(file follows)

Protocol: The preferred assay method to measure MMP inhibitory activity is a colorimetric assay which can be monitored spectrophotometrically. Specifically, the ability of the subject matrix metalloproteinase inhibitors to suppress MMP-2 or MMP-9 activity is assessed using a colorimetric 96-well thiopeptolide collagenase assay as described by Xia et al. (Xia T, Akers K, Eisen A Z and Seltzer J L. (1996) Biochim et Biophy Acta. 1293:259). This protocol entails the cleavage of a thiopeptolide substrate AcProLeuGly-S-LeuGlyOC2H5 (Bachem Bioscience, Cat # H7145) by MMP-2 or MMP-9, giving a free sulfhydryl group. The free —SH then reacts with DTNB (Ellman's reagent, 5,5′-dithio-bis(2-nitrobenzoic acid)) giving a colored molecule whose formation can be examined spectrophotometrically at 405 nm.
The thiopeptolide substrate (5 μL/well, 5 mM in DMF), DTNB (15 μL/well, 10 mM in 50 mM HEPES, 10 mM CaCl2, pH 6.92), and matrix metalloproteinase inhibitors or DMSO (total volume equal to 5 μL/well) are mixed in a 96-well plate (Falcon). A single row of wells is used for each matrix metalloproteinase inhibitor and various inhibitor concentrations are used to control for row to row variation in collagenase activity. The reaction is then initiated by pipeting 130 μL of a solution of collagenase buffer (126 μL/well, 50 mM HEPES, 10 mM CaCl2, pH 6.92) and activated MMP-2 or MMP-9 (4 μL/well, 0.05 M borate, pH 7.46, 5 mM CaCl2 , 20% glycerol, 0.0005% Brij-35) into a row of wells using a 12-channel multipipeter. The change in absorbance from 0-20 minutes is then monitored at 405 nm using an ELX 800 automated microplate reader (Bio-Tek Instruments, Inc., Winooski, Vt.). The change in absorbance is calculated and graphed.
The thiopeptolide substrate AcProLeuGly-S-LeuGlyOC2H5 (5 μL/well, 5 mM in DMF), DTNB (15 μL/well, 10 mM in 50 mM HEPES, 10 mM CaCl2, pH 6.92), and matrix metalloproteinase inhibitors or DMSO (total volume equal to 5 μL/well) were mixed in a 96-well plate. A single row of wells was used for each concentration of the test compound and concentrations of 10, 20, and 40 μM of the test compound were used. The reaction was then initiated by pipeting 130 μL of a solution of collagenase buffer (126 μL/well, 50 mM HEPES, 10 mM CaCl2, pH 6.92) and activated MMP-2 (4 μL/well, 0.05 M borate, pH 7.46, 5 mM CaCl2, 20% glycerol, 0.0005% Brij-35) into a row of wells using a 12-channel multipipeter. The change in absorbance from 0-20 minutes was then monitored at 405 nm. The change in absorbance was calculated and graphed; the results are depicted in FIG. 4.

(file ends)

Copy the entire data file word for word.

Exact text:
Protocol: The preferred assay method to measure MMP inhibitory activity is a colorimetric assay which can be monitored spectrophotometrically. Specifically, the ability of the subject matrix metalloproteinase inhibitors to suppress MMP-2 or MMP-9 activity is assessed using a colorimetric 96-well thiopeptolide collagenase assay as described by Xia et al. (Xia T, Akers K, Eisen A Z and Seltzer J L. (1996) Biochim et Biophy Acta. 1293:259). This protocol entails the cleavage of a thiopeptolide substrate AcProLeuGly-S-LeuGlyOC2H5 (Bachem Bioscience, Cat # H7145) by MMP-2 or MMP-9, giving a free sulfhydryl group. The free —SH then reacts with DTNB (Ellman's reagent, 5,5′-dithio-bis(2-nitrobenzoic acid)) giving a colored molecule whose formation can be examined spectrophotometrically at 405 nm.
The thiopeptolide substrate (5 μL/well, 5 mM in DMF), DTNB (15 μL/well, 10 mM in 50 mM HEPES, 10 mM CaCl2, pH 6.92), and matrix metalloproteinase inhibitors or DMSO (total volume equal to 5 μL/well) are mixed in a 96-well plate (Falcon). A single row of wells is used for each matrix metalloproteinase inhibitor and various inhibitor concentrations are used to control for row to row variation in collagenase activity. The reaction is then initiated by pipeting 130 μL of a solution of collagenase buffer (126 μL/well, 50 mM HEPES, 10 mM CaCl2, pH 6.92) and activated MMP-2 or MMP-9 (4 μL/well, 0.05 M borate, pH 7.46, 5 mM CaCl2 , 20% glycerol, 0.0005% Brij-35) into a row of wells using a 12-channel multipipeter. The change in absorbance from 0-20 minutes is then monitored at 405 nm using an ELX 800 automated microplate reader (Bio-Tek Instruments, Inc., Winooski, Vt.). The change in absorbance is calculated and graphed.
The thiopeptolide substrate AcProLeuGly-S-LeuGlyOC2H5 (5 μL/well, 5 mM in DMF), DTNB (15 μL/well, 10 mM in 50 mM HEPES, 10 mM CaCl2, pH 6.92), and matrix metalloproteinase inhibitors or DMSO (total volume equal to 5 μL/well) were mixed in a 96-well plate. A single row of wells was used for each concentration of the test compound and concentrations of 10, 20, and 40 μM of the test compound were used. The reaction was then initiated by pipeting 130 μL of a solution of collagenase buffer (126 μL/well, 50 mM HEPES, 10 mM CaCl2, pH 6.92) and activated MMP-2 (4 μL/well, 0.05 M borate, pH 7.46, 5 mM CaCl2, 20% glycerol, 0.0005% Brij-35) into a row of wells using a 12-channel multipipeter. The change in absorbance from 0-20 minutes was then monitored at 405 nm. The change in absorbance was calculated and graphed; the results are depicted in FIG. 4.